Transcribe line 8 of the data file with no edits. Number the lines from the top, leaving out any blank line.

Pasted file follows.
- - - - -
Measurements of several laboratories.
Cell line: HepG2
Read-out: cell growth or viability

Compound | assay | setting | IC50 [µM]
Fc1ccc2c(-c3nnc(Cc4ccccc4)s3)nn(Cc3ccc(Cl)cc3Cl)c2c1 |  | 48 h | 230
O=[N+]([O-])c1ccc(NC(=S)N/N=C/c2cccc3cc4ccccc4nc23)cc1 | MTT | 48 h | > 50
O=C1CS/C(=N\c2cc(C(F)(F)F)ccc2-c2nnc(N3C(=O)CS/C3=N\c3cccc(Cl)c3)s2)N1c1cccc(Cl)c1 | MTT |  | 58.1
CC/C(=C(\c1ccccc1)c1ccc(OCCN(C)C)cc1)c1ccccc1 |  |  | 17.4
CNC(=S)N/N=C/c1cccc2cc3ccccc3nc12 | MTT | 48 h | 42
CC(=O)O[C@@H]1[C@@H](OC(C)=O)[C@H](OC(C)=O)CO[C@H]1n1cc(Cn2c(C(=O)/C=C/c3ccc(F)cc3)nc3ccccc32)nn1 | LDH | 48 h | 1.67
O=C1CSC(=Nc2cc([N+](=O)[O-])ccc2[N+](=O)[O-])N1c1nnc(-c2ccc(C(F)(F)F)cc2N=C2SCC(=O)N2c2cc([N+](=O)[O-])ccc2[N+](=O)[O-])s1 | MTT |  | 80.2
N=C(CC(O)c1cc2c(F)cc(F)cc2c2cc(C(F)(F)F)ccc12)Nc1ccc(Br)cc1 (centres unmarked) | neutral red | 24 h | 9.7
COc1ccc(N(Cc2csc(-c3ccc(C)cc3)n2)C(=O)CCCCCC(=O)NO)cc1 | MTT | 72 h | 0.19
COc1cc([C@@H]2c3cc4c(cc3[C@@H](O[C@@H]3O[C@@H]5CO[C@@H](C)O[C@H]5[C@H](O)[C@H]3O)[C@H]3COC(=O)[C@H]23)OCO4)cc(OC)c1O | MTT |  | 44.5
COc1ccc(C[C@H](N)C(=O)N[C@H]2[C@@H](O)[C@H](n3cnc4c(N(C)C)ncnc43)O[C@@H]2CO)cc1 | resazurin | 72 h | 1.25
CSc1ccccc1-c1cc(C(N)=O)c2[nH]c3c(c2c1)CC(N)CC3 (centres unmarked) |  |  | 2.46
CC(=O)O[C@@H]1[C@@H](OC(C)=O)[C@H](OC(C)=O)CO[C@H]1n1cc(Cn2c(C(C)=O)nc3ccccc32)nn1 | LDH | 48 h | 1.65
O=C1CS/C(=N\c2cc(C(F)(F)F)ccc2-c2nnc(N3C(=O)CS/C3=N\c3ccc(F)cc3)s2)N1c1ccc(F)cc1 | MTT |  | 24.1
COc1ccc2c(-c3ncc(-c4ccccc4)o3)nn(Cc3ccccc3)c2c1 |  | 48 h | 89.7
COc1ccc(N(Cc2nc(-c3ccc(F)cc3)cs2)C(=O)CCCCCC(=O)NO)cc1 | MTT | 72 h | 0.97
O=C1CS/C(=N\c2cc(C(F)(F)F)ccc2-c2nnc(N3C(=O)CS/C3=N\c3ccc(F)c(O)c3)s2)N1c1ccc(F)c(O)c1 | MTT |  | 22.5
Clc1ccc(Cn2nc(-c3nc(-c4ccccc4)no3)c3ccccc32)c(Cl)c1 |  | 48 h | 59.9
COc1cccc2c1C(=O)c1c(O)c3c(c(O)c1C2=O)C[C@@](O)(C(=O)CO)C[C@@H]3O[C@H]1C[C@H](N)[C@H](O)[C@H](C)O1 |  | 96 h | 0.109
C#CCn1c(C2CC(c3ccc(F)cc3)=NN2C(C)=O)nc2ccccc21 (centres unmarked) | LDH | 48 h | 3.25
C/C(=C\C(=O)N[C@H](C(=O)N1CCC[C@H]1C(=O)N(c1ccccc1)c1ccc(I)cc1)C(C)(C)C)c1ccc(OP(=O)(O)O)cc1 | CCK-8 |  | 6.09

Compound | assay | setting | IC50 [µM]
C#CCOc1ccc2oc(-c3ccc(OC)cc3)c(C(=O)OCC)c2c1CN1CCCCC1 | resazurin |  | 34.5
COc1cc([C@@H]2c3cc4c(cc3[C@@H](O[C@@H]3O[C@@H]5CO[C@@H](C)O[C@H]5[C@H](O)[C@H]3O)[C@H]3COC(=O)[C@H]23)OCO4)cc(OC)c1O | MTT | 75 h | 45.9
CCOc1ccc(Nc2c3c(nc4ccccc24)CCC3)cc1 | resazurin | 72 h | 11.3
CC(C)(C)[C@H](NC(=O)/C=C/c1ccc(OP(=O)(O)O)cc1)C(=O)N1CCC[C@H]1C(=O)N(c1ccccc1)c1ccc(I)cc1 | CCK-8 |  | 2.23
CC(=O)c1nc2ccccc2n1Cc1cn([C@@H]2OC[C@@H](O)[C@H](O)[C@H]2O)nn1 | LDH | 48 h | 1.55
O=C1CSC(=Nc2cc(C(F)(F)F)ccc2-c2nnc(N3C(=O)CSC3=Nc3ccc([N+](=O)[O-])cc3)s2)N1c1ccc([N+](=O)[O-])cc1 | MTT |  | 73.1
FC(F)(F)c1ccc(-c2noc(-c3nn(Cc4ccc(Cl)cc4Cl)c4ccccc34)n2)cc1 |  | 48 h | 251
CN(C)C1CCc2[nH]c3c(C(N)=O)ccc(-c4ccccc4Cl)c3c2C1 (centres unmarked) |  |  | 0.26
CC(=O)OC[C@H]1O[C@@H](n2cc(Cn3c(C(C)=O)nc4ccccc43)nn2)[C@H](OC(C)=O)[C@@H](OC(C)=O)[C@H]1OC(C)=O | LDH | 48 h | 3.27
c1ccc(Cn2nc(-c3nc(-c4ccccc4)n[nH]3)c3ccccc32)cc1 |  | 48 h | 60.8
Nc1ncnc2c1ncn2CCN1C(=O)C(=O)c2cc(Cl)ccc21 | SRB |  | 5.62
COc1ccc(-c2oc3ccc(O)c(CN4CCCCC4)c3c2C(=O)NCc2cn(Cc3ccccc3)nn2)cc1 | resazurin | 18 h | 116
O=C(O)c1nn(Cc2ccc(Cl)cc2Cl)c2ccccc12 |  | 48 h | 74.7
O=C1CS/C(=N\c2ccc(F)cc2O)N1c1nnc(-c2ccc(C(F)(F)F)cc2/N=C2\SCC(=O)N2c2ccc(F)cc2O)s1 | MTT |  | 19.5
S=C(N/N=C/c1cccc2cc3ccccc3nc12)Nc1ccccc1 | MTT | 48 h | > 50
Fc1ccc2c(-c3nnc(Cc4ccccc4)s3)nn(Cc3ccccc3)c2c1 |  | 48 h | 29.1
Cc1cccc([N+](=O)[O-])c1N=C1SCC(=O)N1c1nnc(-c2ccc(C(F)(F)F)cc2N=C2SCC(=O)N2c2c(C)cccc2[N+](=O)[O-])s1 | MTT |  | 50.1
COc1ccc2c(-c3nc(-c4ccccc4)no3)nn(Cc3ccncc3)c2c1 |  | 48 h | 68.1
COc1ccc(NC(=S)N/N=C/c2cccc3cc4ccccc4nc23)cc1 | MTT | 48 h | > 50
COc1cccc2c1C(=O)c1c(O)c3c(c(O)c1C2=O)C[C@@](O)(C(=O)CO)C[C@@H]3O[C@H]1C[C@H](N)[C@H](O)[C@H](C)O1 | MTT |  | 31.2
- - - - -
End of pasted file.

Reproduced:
CC/C(=C(\c1ccccc1)c1ccc(OCCN(C)C)cc1)c1ccccc1 |  |  | 17.4